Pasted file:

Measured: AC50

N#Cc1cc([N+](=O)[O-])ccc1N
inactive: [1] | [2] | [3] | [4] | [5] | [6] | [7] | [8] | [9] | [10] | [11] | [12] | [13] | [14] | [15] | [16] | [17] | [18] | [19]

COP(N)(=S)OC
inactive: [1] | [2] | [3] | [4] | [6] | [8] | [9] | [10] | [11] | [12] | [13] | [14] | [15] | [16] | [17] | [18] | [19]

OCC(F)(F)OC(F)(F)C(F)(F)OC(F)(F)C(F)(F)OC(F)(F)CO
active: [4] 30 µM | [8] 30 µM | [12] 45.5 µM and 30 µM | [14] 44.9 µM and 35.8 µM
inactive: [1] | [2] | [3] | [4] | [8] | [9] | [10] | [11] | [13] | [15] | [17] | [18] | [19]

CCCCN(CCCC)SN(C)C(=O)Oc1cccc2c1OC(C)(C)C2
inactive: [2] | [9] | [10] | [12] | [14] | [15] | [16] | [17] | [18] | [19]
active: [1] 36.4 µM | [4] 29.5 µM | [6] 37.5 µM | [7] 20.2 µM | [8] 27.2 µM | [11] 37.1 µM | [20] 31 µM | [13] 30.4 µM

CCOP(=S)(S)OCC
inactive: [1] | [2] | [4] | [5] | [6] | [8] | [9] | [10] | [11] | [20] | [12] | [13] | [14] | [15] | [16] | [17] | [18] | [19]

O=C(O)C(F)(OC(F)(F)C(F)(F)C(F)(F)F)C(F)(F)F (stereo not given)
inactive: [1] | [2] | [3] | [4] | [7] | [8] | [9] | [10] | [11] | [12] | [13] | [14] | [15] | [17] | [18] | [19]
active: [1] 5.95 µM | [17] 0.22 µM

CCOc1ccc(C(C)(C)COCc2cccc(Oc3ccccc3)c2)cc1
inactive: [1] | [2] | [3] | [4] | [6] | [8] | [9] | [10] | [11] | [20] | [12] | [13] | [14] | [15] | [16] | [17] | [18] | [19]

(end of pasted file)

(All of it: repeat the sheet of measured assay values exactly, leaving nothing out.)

Measured: AC50

N#Cc1cc([N+](=O)[O-])ccc1N
inactive: [1] | [2] | [3] | [4] | [5] | [6] | [7] | [8] | [9] | [10] | [11] | [12] | [13] | [14] | [15] | [16] | [17] | [18] | [19]

COP(N)(=S)OC
inactive: [1] | [2] | [3] | [4] | [6] | [8] | [9] | [10] | [11] | [12] | [13] | [14] | [15] | [16] | [17] | [18] | [19]

OCC(F)(F)OC(F)(F)C(F)(F)OC(F)(F)C(F)(F)OC(F)(F)CO
active: [4] 30 µM | [8] 30 µM | [12] 45.5 µM and 30 µM | [14] 44.9 µM and 35.8 µM
inactive: [1] | [2] | [3] | [4] | [8] | [9] | [10] | [11] | [13] | [15] | [17] | [18] | [19]

CCCCN(CCCC)SN(C)C(=O)Oc1cccc2c1OC(C)(C)C2
inactive: [2] | [9] | [10] | [12] | [14] | [15] | [16] | [17] | [18] | [19]
active: [1] 36.4 µM | [4] 29.5 µM | [6] 37.5 µM | [7] 20.2 µM | [8] 27.2 µM | [11] 37.1 µM | [20] 31 µM | [13] 30.4 µM

CCOP(=S)(S)OCC
inactive: [1] | [2] | [4] | [5] | [6] | [8] | [9] | [10] | [11] | [20] | [12] | [13] | [14] | [15] | [16] | [17] | [18] | [19]

O=C(O)C(F)(OC(F)(F)C(F)(F)C(F)(F)F)C(F)(F)F (stereo not given)
inactive: [1] | [2] | [3] | [4] | [7] | [8] | [9] | [10] | [11] | [12] | [13] | [14] | [15] | [17] | [18] | [19]
active: [1] 5.95 µM | [17] 0.22 µM

CCOc1ccc(C(C)(C)COCc2cccc(Oc3ccccc3)c2)cc1
inactive: [1] | [2] | [3] | [4] | [6] | [8] | [9] | [10] | [11] | [20] | [12] | [13] | [14] | [15] | [16] | [17] | [18] | [19]